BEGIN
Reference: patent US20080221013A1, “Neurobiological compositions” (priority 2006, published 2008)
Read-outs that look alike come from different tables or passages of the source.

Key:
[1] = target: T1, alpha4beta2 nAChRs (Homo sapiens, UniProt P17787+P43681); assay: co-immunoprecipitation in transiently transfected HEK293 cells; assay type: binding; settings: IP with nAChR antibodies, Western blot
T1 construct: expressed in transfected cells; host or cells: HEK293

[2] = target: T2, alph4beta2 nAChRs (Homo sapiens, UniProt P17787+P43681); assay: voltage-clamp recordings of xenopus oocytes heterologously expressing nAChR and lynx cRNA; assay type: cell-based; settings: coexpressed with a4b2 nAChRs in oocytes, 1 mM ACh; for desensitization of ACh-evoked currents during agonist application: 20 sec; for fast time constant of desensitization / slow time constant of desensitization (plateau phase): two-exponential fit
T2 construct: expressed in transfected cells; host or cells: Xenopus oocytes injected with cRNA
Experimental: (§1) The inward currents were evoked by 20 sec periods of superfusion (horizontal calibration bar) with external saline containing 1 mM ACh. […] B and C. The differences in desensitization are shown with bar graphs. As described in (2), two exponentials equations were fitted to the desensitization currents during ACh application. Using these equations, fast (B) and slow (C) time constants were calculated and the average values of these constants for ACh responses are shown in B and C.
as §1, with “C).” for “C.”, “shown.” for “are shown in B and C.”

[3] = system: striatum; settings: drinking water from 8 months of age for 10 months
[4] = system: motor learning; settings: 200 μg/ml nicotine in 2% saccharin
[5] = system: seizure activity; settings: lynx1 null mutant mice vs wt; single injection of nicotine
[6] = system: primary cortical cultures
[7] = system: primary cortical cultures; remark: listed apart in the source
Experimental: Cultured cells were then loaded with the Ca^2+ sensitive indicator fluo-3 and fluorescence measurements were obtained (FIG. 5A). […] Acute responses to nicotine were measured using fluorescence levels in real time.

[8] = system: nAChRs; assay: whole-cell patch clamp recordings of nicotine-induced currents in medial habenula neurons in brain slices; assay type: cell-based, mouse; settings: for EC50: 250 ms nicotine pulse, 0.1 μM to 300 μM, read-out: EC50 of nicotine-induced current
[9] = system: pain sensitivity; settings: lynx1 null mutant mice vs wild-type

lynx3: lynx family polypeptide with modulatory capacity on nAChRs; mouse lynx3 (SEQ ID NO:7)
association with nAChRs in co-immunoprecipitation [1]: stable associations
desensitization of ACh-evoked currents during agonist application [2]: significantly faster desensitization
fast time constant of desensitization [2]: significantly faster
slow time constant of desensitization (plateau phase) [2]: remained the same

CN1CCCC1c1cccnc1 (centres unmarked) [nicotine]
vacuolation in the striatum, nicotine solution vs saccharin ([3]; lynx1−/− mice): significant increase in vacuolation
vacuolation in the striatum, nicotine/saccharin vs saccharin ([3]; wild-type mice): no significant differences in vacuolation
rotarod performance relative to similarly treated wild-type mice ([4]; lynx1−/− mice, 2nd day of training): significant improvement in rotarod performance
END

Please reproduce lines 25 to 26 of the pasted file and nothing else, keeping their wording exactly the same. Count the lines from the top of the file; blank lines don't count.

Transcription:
vacuolation in the striatum, nicotine/saccharin vs saccharin ([3]; wild-type mice): no significant differences in vacuolation
rotarod performance relative to similarly treated wild-type mice ([4]; lynx1−/− mice, 2nd day of training): significant improvement in rotarod performance